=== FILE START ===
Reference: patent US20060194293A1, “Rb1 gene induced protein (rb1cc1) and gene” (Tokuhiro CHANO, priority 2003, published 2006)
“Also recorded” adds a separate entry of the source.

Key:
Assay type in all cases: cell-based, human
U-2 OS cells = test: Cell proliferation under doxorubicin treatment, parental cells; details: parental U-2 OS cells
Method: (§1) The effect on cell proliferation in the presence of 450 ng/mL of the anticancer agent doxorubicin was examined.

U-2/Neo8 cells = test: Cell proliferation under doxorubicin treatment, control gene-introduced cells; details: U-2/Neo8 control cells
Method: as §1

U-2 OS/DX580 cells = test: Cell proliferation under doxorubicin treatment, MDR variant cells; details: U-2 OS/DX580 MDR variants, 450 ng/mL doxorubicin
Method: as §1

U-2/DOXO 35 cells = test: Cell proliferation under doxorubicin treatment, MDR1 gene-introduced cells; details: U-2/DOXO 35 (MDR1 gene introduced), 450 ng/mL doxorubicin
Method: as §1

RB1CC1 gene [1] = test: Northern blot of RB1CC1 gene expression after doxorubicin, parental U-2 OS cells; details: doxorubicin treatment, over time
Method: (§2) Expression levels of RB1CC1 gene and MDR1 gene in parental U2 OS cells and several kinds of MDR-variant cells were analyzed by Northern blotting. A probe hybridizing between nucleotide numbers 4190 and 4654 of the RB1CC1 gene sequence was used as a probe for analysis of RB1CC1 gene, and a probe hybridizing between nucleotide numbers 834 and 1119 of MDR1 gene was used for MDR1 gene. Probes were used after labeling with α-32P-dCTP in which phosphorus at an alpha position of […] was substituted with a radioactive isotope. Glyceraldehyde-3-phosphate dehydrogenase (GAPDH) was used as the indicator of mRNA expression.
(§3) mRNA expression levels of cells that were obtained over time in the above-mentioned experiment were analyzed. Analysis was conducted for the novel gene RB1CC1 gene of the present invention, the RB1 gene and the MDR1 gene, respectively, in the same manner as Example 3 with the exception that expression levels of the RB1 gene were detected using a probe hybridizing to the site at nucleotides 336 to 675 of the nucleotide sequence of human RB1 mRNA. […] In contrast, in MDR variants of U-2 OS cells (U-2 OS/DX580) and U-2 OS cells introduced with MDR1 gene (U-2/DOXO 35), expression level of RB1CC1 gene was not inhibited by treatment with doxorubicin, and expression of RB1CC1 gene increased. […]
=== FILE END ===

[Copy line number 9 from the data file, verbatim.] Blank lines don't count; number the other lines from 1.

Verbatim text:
U-2 OS/DX580 cells = test: Cell proliferation under doxorubicin treatment, MDR variant cells; details: U-2 OS/DX580 MDR variants, 450 ng/mL doxorubicin